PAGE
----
by Brian Hioe
Photo Credit: Shin Godzilla
HIDEAKI ANNO’S Shin Godzilla would be an unusual movie, much of the film playing out sometimes much more like a documentary about government bureaucrats rather than like a Godzilla film. That the film has been commercially successful in Japan would be a testament to how the film strikes at something at the core of post-Fukushima Japan. Likewise, the film is strongly reflective of the present moment of uncertainty with constitutional reinterpretation of Article 9 of the Japanese constitution on the table.
Anno would seem the like perfect choice to direct a Godzilla film. After all, the director, famous for anime series as the legendary postmodern giant robot series Neon Genesis Evangelion, got his start in tokusatsu films. At 23, Anno and friends would direct a surprisingly professional fanmade version of Ultraman entitled Ultraman Returns, Anno himself starring as Ultraman. Some thirty years after playing a tokusatsu hero who fought off kaiju in a student production, it would be that Anno has come full circle to become director of a film featuring Japanese kaiju icon Godzilla.
But Shin Godzilla would be a highly unconventional film in its focus, honing in on idealistic, early middle aged Deputy Chief Cabinet Secretary Rando Yaguchi, and the team of Japanese government officials he assembles to deal with threat of Godzilla. Obviously, the choice of generally colorless government bureaucrats as protagonists of a monster film is an odd one. When the monster strikes Tokyo, Yaguchi is the first to realize that the Japanese government is dealing with a biological organism and that the circumstances require urgent and immediate action. Half-hearted attempts by government officials to avoid public blowback lead to disastrous evacuation efforts and Godzilla leveling Tokyo, before eventually Yaguchi and company are able to come up with a plan to deal with the monster.
Godzilla’s scenes of destruction as he rampages through Tokyo and the scenes of government-led evacuation deliberately recall scenes of evacuation after 2011 Fukushima nuclear disaster. The conceptual leap from the nuclear-powered monster Godzilla to the 2011 Fukushima nuclear disaster is an easy one to make, Godzilla having originated in post-war Japanese film as an embodiment of Japan’s grappling with the legacy of World War II and the use of the atomic bomb against Japan during World War II. But scenes of mass panic during evacuation and of government bureaucrats holding press conference after press conference with new excuses after mishandled situations are also clearly meant to evoke the poor government response to the Fukushima disaster. Attempts to evade responsibility and pass the buck are the actions of Japanese bureaucrats who are not necessarily flatly characterized villains, but lack the idealism that Yaguchi and his team retain, these individuals having long since given into cynicism.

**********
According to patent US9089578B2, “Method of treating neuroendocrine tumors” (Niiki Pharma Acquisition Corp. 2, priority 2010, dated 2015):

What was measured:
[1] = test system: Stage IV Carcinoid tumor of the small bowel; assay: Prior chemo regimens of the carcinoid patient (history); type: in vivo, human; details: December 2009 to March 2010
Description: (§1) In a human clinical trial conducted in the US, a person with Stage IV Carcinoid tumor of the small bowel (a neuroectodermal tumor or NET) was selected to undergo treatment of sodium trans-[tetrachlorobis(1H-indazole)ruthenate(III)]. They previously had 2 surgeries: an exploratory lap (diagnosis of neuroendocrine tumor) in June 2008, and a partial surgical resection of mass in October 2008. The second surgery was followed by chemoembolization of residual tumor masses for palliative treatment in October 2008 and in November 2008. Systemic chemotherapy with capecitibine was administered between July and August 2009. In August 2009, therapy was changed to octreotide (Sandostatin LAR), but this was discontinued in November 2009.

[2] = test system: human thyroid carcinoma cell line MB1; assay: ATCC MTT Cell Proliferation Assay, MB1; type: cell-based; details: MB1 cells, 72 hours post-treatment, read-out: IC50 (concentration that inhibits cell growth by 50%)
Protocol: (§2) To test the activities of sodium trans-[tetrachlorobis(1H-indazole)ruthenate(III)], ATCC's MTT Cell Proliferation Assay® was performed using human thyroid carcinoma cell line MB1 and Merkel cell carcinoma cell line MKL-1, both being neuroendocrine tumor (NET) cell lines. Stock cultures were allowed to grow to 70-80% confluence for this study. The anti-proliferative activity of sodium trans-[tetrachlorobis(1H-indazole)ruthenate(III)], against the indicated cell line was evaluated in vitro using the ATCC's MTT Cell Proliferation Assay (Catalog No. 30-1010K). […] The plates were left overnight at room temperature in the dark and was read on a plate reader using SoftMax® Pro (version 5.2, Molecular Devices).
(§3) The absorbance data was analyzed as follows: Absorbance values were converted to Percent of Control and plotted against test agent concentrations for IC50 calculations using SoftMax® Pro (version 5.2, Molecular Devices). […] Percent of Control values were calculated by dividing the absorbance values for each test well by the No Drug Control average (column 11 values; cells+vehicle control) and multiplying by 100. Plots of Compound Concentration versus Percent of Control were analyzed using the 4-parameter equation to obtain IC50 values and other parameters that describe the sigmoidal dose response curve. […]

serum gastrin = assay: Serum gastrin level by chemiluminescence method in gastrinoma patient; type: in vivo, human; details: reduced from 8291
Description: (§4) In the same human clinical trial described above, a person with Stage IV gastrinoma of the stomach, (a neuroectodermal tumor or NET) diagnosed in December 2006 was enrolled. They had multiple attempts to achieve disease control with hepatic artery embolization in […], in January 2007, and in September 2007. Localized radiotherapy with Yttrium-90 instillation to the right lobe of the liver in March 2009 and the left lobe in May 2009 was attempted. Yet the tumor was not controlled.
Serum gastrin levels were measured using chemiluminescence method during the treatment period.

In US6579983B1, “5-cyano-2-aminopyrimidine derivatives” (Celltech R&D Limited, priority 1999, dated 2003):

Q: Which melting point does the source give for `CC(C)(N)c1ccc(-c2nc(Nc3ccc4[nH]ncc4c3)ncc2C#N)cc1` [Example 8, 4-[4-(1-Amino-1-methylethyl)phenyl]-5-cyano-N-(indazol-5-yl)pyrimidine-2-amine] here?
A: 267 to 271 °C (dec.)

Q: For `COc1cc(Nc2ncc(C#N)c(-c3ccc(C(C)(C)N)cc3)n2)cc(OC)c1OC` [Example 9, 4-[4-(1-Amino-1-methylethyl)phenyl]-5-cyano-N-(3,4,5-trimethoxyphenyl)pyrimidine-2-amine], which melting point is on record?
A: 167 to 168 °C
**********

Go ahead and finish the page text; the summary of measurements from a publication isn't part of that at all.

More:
In particular, reflective of Japan’s incipient constitutional crisis, the film spotlights attempts to root through Japanese laws to find a legal justification for the use of military, and long scenes of reluctance to use military force by the Japanese Prime Minister. The present reinterpretation of Article 9 by Shinzo Abe and the political forces behind him is an act which threatens to powerfully transform post-war Japanese identity as founded around a notion of pacifism and never taking actions as waging the Second World War again. So, if the initial reluctance of government officials to use military force against Godzilla probably will be lost on western audiences, this is why this is such a pressing matter in the film.
And, in this sense, Shin Godzilla is very clearly attempting an allegory for current Japanese society. This is echoed in scenes depicting what realistic reactions of the Japanese public to an impending Godzilla attack would be and attempts to spotlight the everyday of Japanese life, perhaps seen most strikingly after the first aborted military confrontation with Godzilla suddenly cuts to a montage set to jazz music of Tokyo going about its morning routine as Godzilla’s attack upon the city is imminent—an event which threatens to shatter the everyday of Japanese life altogether. This montage is highly reminiscent of a similar scene in Evangelion 2.0: You Can (Not) Advance and, if the sudden shift to a montage of Japanese everyday life is likely a puzzling one for many audience members of Shin Godzilla who came expecting only a monster movie, this may be the most artistically impressive scene of the movie.